I can understand, when emotions are overwhelming it can feel impossible to put anything into words. For years, I didn’t have words to express emotions, I didn’t know what emotions were, I struggled to find words to describe what was going on inside my world. If this happens to you, if you can manage “I don’t know what to say” or “I don’t know what the words are” that’s better than saying “nothing” and pretending you’ve not shrouded everything in a black cloud! I find, if I manage to say something, anything(!) this gets the conversation going and I manage to explain a bit more, even if it’s just a few words, this helps the other person understand and at least I’m trying! If after 20 minutes (how long emotional chemicals last if you don’t perpetuate them with thoughts and behaviours) I felt I could verbalise a bit more, I could start where I’d left off previously.

Something else that helps me is writing things down. If I can’t say the words out loud, often, I am able to find the words to write, maybe it’s to do with slowing down the process or using a different part of my brain or breaking down the process. Whatever it was, even when very distressed (snot, tears, the works…), unable to verbalise anything, put a pen and paper in my hands and I could start writing, explaining all sorts of things that were going on in my head. There were periods of therapy where I would struggle to speak in sessions but could write reams in emails straight after the session! Fortunately, I had a understanding therapist!

At the other end of the spectrum – some people deliberately give someone “the cold shoulder” because they’ve annoyed them or “send them to Coventry” because they’ve wronged them in some way. In this way, they feel powerful for choosing to cut this person out of the loop. Going silent on someone is an unhelpful passive-aggressive trait that some people will be aware they use while others may not. In this instance, a bit of assertiveness never hurt anyone – it’s far more helpful to think through what’s going on, what the different perspectives are, what you want from the situation, how you could get this, how you could compromise and approach the other person with a level head.

If something needs to be said, don’t hope it will go away, say it – what’s the worst that could happen? If the other person gets annoyed or angry, that can be managed but if no-one is talking about anything, nothing will ever change!

Why are numbers unhelpful when talking about eating disorders?

I was recently interviewed on BBC Radio Berkshire, I was incredibly grateful for the opportunity to raise awareness of eating disorders and the importance of early diagnosis and treatment. However, as part of telling my story, I was asked how much weight I had lost. In no way do I want to attack the presenter, I’m actually grateful that he’s raised an important issue that’s not really spoken about except within the recovery community.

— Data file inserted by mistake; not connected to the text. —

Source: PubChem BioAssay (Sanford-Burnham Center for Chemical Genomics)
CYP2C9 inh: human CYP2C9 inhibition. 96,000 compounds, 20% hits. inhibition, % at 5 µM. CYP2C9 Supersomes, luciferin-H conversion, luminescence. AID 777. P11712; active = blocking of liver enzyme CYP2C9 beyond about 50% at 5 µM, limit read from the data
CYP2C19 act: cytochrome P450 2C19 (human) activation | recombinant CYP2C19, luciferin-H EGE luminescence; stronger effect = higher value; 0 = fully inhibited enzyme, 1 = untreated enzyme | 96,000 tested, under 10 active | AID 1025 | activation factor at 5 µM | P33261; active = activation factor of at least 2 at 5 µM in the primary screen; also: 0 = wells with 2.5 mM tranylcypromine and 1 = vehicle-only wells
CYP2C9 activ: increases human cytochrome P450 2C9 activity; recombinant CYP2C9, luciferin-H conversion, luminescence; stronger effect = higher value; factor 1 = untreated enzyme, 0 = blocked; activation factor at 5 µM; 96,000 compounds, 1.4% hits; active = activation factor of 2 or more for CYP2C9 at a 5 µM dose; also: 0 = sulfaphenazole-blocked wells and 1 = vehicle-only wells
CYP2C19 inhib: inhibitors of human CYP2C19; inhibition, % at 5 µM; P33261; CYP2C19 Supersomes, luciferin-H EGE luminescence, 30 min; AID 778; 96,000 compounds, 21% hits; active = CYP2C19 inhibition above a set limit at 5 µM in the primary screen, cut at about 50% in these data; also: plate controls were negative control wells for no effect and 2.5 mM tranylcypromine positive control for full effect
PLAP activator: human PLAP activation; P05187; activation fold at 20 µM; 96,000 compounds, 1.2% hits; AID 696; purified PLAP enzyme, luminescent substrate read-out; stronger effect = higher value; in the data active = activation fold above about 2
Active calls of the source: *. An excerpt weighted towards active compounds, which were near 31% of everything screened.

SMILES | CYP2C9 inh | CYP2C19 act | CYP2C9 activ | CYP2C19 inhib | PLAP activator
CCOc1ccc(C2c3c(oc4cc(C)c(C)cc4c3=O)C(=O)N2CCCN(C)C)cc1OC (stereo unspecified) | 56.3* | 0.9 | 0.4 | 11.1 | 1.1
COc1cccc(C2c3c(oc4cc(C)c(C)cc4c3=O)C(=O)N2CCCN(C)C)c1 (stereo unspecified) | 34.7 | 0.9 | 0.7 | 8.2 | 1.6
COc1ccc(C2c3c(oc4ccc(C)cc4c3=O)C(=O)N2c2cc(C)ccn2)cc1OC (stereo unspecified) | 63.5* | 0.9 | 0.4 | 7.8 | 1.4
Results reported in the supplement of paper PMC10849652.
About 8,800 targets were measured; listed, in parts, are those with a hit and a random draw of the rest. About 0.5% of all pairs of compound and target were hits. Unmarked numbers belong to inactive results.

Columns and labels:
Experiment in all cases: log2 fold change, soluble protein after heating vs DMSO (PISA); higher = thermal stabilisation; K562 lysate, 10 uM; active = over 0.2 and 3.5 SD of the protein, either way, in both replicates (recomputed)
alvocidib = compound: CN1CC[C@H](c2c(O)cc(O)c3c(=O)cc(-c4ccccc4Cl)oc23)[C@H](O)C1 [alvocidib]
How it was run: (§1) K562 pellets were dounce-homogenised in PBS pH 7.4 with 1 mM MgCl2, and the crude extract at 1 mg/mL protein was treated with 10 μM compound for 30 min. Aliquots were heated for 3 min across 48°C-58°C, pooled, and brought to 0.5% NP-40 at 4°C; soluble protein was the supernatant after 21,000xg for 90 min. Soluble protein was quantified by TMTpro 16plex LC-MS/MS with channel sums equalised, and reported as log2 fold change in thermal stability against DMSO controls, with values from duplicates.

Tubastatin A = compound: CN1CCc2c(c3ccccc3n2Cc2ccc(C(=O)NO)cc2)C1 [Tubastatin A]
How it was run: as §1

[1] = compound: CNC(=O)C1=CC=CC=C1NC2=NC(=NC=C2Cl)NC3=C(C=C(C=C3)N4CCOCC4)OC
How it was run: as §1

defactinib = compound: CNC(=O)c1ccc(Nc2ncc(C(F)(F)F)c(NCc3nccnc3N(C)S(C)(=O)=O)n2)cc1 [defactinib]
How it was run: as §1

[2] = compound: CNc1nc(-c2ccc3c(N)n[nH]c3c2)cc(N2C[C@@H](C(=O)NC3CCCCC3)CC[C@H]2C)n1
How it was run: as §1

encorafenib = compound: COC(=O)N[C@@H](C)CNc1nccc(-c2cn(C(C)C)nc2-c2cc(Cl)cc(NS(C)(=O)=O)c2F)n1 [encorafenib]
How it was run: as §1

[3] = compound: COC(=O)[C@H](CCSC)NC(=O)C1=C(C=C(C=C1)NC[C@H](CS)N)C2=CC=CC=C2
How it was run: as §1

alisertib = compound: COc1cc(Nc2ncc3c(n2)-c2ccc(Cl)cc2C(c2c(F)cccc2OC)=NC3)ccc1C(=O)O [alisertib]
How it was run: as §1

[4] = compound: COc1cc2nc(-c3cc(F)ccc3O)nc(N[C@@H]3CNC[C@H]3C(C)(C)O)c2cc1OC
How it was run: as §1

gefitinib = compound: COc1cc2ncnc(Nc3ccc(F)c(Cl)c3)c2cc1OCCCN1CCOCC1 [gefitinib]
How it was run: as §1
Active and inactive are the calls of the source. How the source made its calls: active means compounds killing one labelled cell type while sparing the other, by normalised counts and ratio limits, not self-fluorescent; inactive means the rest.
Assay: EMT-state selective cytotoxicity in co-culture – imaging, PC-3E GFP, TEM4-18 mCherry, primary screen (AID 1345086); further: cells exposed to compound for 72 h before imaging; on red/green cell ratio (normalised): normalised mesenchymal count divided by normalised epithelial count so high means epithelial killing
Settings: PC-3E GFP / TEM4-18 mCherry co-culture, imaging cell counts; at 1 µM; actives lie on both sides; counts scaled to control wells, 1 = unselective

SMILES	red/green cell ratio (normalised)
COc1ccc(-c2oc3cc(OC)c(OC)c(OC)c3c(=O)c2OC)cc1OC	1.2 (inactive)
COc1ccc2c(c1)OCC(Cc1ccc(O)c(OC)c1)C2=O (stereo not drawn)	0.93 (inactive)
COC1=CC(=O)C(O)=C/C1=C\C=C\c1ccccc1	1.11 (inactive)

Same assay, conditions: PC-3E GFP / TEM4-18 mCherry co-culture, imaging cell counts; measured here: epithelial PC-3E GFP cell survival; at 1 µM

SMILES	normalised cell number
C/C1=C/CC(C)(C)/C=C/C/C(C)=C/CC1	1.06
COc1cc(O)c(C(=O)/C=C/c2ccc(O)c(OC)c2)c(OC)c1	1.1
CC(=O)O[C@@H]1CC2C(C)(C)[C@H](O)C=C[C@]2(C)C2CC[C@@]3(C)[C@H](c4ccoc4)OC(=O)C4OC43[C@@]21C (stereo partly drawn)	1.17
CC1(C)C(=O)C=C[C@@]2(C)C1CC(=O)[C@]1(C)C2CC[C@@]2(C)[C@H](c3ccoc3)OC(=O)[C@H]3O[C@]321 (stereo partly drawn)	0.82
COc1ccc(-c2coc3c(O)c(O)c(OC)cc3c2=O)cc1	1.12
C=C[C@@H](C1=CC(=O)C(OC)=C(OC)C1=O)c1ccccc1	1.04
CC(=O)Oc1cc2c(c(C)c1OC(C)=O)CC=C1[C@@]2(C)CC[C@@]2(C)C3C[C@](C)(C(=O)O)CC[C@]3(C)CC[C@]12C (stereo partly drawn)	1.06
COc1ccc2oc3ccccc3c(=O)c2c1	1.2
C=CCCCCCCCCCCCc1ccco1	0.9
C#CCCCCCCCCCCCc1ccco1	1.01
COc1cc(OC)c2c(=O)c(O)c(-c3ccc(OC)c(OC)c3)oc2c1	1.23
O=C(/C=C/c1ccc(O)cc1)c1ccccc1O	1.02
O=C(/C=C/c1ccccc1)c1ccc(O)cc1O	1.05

Talking about numbers is a key factor that’s different between pro-Ana/Mia websites and the recovery community. If you come across a forum claiming to support people with their eating disorders, and people have l.w., h.w. or g.w. etc in their signature, alarm bells should ring. (Lowest weight, highest weight and goal weight)

Just imagine, you have an illness that tells you “you’re too fat/heavy”; you need medical treatment but you don’t think you deserve it, you don’t think you’re ill enough.

You look online for some support and you see people who are aiming for lower weights and not seeking treatment. What are you going to think? Your illness tells you, you need to lose more weight!

My weight, when ill, was low enough to fit the diagnostic criteria for diagnosis, therefore, what would me sharing the specifics of my weight/weight loss add to my story? If it was a shocking amount, would my story have more gravity? Would people be more likely to listen? If it wasn’t a shocking amount, would people question my story? Would people think I hadn’t really been ill? Weight loss was just one symptom of my illness. People with other (just as dangerous) eating disorders may be a healthy weight.

In my interview I wanted to share that important early diagnosis and treatment are vital, delaying treatment means delaying recovery, however, I also wanted to offer hope, if you’ve been ill for a long time, recovery is possible. My message would have lost its profundity if people were distracted by the numbers.

Being embroiled in an eating disorder, for some people, is all about numbers:

  • Weight
  • Weight loss/gain
  • Calories consumed
  • Calories expended
  • Weight of food
  • Nutritional breakdown
  • Number of steps
  • Waist/thigh/arm etc measurements

The list is endless!

When I was ill, if it was possible to count it, my brain seems to do it whether I wanted it to or not! When I was recovering, one of the last things I stopped doing was having to cut my food into a specific number of pieces. Even now, I sometimes fall into the habit of counting, just because those neural pathways are well worn and it takes more effort not to follow familiar patterns.

I knew people with eating disorders would be listening to the radio, I did not want to trigger people into thinking about numbers, nor did I want to feed into people’s beliefs that to have an eating disorder you should be a certain weight or have lost a certain amount.

If you’re supporting someone recovering from an eating disorder, it’s helpful to avoid number talk, it’s triggering and unnecessary. Of course, some number talk will be necessary between dietitian/psychiatrist etc and patient, and a diet plan may involve some numbers but keeping it to a minimum is important.

Supportive forums will have a ban on numbers being mentioned. They’re not important, discussing how you feel or what you think is far more beneficial. A vital part of recovery is turning your back on the numbers, it is possible to be free from the grip of numbers.